Ball State University1
University of Toledo2
USDA-ARS-SPRRS3(posthumously, 10/02)
Institute of Cytology and Genetics4
Isolation of stage- and ploidy-specific floral RNA in Tripsacum dactyloides for cDNA library construction - a pilot study for large-scale isolations --Blakey, CA1, Houghteling, B1, Goldman, SL2, Dewald, CL3, Sokolov, VA4, Hammersmith, R1 A pilot study was designed and conducted at Ball State Univ. and incorporated into part of a Master's thesis project (B. Houghteling, 1998, " Isolation of differentially expressed messages in sexually reproducing Tripsacum dactyloides." M.Sc., BSU.). The aim of the study was to determine the physical stages of floral development for the isolation of pre-emergent ovules of greenhouse plants for both WW1582 (sexual) and WW1008 (asexual, apomictic) in the range of 0.5 to 3.0 mm, and to develop the step-by-step procedure for harvesting tissues containing these ovules with minimal contamination for high quality RNA isolations, necessary for later large-scale isolations from field nurseries. The field total RNA isolations would be used in the creation of stage- and ploidy-specific cDNA libraries, therefore the preservation of the RNA, particularly rare mRNAs, was a primary goal of the project. Harvested pre-emergent spikes were sized and ovules were excised to determine an approximate physical correlation between fruitcase width and ovule width within the fruitcase. Based on these findings a set of pre-emergent spikes with fruitcases were divided into three classes, <0.5 mm (E), 1.0-3.0 mm (M), and > 3.5 mm (L) (all fruitcases used were less than 5 mm in width). Total RNA was isolated from these sample classes using a Trizol&trade; RNA isolation protocol (as provided by Sigma).

Stage-specific cDNAs were generated using the SMART&trade; PCR cDNA Synthesis Kit (CLONTECH Cat# K1052-1). Small quantities of cDNAs were detected for each class, but in insufficient quantities for library construction. In order to enhance total RNA isolations, larger quantities of staged tissues of these accessions would be required. Based on the work at Ball State, it was determined that the fruitcase width measurements would be altered to compensate for the higher quantities of advanced maturity sexual spikes relative to the availablity of early apomictic spikes during the limited RNA isolation experiment time-window in Oklahoma.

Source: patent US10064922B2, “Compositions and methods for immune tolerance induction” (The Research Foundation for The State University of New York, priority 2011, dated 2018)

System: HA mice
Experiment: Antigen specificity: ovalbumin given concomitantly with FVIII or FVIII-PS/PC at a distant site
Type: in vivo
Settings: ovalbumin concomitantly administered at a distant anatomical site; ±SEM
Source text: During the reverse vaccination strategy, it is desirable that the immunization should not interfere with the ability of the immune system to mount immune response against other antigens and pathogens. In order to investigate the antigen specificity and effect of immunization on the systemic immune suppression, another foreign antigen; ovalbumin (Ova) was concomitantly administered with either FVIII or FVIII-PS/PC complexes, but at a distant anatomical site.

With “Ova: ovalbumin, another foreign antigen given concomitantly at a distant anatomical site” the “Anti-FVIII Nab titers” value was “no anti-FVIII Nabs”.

Racemes with maturing terminal inflorescences were harvested from multiple clones of the sexual diploid (2x=2n=36) Tripsacum dactyloides plant WW1582 from Ottawa, KS, and from multiple clones of the tetraploid (4n=4x=72) Tripsacum plant WW1008 from Baird, TX, by Dewald and crew in Woodward, OK. Lateral pre-emergent inflorescence spikelet sections were then isolated from these racemes. Proximal cross-sectional cuts were made immediately below the node of inflorescence development, and the distal cuts were made 5-7 cm above the node. Outer leaves were removed from these sections by lateral incisions on the side opposite the inflorescence structure. The final layer of immature leaves encasing the inflorescences was left intact to maintain tissue sterility.

The encased spikelet sections were placed on ice until the floral structure was removed and sized, under sterile conditions, to reduce RNA and/or RNase contamination of female floral tissues. The immature spikelet sections were size-sorted according to the width of the ovule fruitcase. The classifications were as follows: "E" for early stage (<1.5 mm), "M" for middle stage (1.5-3.5 mm), and "L" for late stage (>3.5 mm). Ovules were not excised from surrounding maternally-derived tissues (fruitcase and stem); thus, the entire floral section was used in subsequent RNA isolations. It is important to note that these sections did not contain any male floral structures. The actual Trizol&trade; RNA isolation was performed on-site in Woodward, OK, by Blakey, according to the Trizol&trade; RNA isolation protocol provided by Sigma. Total RNA was stored under 75% EtOH in DEPC-H2O at 20 C and transported to Ball State University (BSU), Muncie, IN, for quantitation. Following resuspension, the total RNA samples were quantitated by UV at 260/280 nm. Resuspended total RNA samples were stored at -80 C until samples were divided. A portion was placed in permanent storage at BSU. The remainder of the RNA was shipped to the PSRC facilities, University of Toledo for 5 of 6 cDNA library constructions, and residual U.Toledo RNA subsequently sent to Miami University, Oxford, OH, for suppression subtraction hybridization library construction.

Homology searches from sequenced cDNAs obtained from the U. Toledo libraries, to date, will continue to be analyzed at Ball State University. Update searches and re-analysis of novel clones will also be undertaken relative to any newly released Oryza, Arabidopsis, and Zea sequences will continue to be performed.

Please Note: Notes submitted to the Maize Genetics Cooperation Newsletter may be cited only with consent of the authors.

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